Failing Motherhood

ENOUGH: Overcome Self-Doubt and Find Self-Compassion with Relationship Expert, Dr. Tracy Dalgleish

February 14, 2024 Danielle Bettmann | Parenting Coach for Strong-Willed Kids Episode 142
Failing Motherhood
ENOUGH: Overcome Self-Doubt and Find Self-Compassion with Relationship Expert, Dr. Tracy Dalgleish
Show Notes Transcript

Happy Valentine's Day!   This episode is guaranteed to help you tap into more self-love.

I'm talking to Dr. Tracy Dalgleish, psychologist, couples therapist, and relationship expert. She's the host of the podcast, "I'm not your Shrink", and author of "I Didn't Sign Up For This".

Tracy starts by sharing her frustration with a family ski event not going according to plan.  As we dove into our conversation, a theme quickly emerged around feeling not enough, and how our core beliefs about self-worth influence how we parent and interact with partners.

Tracy breaks down tangible ways we can level up our communication style in our partnerships, as well as how to become more of a friend to ourselves.


  • The 4 negative communication styles + how to ask for feedback
  • 3 Questions to ask yourself to become more self-aware
  • How meeting our own needs models healthy behavior for our kids


  • The 2 C's required to access self-compassion
  • How Tracy has reframed how she sees her strong-willed child

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Dr. Tracy Dalgleish  0:00  
When we feel like we're failing, it taps into these core beliefs about ourselves about how we believe the family system should run, how we even hold beliefs into what makes us enough. And a lot of this all comes down to those core needs that we have, which is, do I matter? Am I important? Am I enough? And am I worthy? And we often don't hang out in those pieces and start from this place of saying, Hey, I am good enough. I am lovable just the way I am. I don't have to have a perfect ski event. I don't need to do all of these things in order to show that we're a happy connected family. I'm enough just where I'm starting.

Danielle Bettmann 0:48
Ever feel like you suck at this job? Motherhood I mean? Have too much anxiety, not enough patience. Too much yelling, not enough play. There's no manual, no village, no guarantees. The stakes are high. We want so badly to get it right. But this is survival mode. We're just trying to make it to bedtime. So if you're full of mom guilt, your temper scares you. You feel like you're screwing everything up. And you're afraid to admit any of those things out loud. This podcast is for you. This is Failing Motherhood. I'm Danielle Bettmann. And each week we'll chat with a mom ready to be real. Sharing her insecurities, her fears, your failures and her wins. We do not have it all figured out. That's not the goal. The goal is to remind you, you are the mom your kids need. They need what you have. You are good enough and you're not alone. I hope you pop in your buds. Somehow sneak away and get ready to hear some hope from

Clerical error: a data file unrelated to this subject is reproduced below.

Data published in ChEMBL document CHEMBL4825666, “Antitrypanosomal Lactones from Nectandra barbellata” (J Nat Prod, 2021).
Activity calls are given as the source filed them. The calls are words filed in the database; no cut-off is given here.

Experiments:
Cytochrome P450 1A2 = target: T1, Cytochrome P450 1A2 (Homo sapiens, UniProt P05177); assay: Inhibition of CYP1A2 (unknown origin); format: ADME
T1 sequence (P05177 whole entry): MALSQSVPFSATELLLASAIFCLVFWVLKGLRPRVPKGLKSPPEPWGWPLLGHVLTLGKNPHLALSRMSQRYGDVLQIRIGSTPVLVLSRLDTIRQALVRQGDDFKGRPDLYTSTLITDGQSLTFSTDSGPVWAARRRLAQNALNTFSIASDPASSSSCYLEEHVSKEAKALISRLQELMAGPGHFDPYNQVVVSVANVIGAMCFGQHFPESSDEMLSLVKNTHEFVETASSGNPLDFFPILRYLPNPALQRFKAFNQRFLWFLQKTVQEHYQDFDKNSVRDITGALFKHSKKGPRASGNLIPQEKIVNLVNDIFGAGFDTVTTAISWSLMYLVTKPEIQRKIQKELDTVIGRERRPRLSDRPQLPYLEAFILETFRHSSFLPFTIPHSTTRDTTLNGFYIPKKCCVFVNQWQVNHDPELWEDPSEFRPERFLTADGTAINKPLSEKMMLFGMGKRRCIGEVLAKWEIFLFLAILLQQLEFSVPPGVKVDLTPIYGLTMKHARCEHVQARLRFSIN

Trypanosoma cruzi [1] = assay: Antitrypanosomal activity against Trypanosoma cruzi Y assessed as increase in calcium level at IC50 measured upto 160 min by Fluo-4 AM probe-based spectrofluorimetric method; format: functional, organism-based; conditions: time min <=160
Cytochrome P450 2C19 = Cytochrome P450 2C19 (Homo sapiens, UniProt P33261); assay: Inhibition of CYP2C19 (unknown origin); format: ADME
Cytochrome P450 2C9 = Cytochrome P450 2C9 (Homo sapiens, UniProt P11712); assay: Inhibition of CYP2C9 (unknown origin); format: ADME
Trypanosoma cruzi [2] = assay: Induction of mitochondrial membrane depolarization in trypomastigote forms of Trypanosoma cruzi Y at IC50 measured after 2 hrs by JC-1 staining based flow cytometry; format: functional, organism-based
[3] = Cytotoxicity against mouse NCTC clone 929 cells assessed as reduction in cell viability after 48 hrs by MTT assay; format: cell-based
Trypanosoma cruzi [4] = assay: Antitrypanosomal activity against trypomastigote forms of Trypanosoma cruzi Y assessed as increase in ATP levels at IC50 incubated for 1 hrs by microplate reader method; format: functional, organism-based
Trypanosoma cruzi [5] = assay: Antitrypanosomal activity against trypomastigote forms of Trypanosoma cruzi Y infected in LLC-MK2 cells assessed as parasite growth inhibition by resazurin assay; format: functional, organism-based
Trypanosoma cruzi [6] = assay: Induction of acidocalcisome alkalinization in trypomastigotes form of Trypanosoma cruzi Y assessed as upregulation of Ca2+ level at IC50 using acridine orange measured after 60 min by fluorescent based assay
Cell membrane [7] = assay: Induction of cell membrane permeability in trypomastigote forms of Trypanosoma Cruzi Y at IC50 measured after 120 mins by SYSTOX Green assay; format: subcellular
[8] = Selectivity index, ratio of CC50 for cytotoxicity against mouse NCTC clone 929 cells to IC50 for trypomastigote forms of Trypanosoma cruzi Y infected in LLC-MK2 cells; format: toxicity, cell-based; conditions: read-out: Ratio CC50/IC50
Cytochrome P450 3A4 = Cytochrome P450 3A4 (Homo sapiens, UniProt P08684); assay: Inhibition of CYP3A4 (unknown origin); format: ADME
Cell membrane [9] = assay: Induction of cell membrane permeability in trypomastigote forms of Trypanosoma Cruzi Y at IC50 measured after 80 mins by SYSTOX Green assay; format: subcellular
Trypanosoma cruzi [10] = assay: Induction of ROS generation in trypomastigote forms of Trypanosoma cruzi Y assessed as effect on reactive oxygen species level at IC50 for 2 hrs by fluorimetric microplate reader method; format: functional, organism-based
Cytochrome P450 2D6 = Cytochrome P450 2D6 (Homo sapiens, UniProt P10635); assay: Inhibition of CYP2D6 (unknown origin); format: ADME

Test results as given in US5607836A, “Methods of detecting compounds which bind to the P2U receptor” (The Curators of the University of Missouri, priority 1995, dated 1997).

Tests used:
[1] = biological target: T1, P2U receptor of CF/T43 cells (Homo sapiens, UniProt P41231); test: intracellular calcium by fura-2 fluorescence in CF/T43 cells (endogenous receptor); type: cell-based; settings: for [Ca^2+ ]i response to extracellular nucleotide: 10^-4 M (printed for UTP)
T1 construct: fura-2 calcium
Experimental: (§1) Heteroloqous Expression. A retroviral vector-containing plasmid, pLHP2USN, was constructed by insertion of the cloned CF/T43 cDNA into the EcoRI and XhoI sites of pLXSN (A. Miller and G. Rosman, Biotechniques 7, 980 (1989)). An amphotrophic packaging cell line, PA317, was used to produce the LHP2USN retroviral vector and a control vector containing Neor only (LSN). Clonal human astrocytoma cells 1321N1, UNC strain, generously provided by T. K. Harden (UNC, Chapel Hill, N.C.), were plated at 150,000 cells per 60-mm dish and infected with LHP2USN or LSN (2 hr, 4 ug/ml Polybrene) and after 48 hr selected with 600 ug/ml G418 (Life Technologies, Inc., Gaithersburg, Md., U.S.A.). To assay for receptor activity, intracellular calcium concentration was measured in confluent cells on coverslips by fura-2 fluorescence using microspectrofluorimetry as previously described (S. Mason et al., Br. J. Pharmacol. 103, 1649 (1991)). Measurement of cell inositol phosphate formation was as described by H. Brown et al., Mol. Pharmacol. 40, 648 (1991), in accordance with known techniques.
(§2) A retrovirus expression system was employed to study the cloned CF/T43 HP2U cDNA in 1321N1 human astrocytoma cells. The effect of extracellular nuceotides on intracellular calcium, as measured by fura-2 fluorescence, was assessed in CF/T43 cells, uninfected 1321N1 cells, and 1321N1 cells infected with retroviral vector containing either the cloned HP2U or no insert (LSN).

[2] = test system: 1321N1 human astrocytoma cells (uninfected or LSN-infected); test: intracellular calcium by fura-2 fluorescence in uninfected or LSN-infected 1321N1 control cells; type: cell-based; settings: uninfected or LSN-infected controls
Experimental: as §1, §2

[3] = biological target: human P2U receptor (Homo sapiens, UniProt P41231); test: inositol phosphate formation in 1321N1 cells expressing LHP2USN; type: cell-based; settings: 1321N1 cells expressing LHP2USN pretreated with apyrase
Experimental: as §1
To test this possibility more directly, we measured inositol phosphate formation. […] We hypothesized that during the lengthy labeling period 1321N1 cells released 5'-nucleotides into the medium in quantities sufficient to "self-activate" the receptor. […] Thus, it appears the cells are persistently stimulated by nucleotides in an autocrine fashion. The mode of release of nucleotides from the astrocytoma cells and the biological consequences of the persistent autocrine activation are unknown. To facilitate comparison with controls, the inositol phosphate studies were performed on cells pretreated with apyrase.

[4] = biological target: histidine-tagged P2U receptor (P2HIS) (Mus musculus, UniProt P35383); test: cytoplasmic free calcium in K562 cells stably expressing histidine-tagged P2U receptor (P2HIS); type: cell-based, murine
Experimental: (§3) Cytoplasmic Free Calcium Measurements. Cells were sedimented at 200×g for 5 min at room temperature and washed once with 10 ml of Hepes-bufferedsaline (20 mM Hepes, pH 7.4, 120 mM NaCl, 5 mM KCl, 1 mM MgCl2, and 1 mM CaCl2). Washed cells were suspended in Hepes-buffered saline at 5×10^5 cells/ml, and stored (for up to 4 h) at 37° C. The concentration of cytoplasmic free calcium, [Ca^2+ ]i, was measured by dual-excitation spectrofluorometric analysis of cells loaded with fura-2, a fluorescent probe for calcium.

the trenches. You belong here, friend, we're so glad you're here. 

Danielle Bettmann 2:00
Hey, it's Danielle. As unique as all of our parent, child and partner relationships may be, I feel like today's conversation is pretty universal. In this episode, I'm talking to Dr. Tracy Dalgleish, psychologist and couples therapist in Ottawa, Canada. For nearly two decades, Dr. Tracy has provided direct clinical services as well as researching, writing and speaking about relationships. She provides psychotherapy, coaching for individuals and couples and corporate wellness seminars. She's also the host of the podcast, I'm not your Shrink, and author of her debut book, I Didn't Sign Up For This: A couples therapist shares real life stories of breaking patterns and finding joy in relationships including her own. She offers online seminars and trainings to people all over the world as a mom of two young children, including one with big feelings. The owner of Ottawa's mental health clinic, Integrated Wellness, she knows what it means to balance the full load. 
As we dove into our conversation, a theme quickly emerged around feeling not enough, and the ripple effects of that can have as it shows up in both of our parenting and our marriages. Tracy suggests tangible ways that we can level up our communication style in our partnerships, as well as how to become more of a friend to ourselves. I asked her if it's true, if you can only love someone to the extent that you love yourself, and she shares a really important distinction. Ultimately, we urge you to find compassion for yourself and know you are not alone in the struggle to do just that day in and day out. So here's my conversation with Tracy.